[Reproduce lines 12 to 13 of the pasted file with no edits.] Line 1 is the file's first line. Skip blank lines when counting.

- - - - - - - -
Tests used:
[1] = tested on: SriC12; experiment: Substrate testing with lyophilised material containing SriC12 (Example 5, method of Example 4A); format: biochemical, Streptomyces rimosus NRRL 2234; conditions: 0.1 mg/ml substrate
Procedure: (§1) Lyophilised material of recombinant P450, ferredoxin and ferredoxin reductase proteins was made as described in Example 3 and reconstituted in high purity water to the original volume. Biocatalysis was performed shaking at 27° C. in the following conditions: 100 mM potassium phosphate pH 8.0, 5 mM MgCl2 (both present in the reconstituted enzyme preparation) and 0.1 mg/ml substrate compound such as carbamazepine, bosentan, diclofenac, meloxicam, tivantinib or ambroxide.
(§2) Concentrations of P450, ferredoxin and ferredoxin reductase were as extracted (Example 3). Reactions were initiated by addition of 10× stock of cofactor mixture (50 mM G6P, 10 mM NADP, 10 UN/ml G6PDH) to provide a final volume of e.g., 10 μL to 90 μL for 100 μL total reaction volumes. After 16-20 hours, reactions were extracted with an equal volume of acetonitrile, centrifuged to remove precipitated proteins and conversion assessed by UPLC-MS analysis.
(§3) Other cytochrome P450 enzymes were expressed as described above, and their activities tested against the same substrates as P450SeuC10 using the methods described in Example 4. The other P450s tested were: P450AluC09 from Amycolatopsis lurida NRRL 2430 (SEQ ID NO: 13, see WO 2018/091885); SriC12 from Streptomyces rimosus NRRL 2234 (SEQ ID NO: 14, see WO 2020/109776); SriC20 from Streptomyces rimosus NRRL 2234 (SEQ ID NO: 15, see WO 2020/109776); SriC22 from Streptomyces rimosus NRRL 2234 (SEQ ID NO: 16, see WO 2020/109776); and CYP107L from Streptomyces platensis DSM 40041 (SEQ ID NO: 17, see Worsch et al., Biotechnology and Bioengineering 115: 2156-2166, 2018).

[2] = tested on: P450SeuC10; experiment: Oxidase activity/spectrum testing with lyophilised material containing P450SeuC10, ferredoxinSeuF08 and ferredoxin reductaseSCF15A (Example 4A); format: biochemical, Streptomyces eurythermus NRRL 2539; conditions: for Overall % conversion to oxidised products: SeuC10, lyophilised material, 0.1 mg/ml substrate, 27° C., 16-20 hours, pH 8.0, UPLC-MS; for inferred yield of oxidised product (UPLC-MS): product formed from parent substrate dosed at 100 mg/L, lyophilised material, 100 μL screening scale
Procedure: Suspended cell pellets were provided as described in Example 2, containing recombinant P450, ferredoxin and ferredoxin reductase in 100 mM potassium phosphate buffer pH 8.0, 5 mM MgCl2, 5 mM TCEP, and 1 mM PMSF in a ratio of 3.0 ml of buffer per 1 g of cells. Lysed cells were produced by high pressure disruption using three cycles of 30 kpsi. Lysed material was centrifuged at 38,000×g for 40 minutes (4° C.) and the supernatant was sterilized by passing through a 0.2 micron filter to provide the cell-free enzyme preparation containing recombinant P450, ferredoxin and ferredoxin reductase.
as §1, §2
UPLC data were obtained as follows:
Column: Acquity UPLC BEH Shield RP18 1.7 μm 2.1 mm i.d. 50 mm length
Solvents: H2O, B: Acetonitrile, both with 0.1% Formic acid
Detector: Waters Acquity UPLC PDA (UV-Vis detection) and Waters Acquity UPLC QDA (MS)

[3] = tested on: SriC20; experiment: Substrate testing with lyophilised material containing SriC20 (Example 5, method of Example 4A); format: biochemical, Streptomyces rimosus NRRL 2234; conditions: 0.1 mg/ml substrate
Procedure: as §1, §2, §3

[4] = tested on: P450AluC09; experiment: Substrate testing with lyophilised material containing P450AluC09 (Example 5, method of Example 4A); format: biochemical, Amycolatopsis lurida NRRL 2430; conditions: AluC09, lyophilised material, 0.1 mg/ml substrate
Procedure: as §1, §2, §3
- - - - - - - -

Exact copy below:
Detector: Waters Acquity UPLC PDA (UV-Vis detection) and Waters Acquity UPLC QDA (MS)

[3] = tested on: SriC20; experiment: Substrate testing with lyophilised material containing SriC20 (Example 5, method of Example 4A); format: biochemical, Streptomyces rimosus NRRL 2234; conditions: 0.1 mg/ml substrate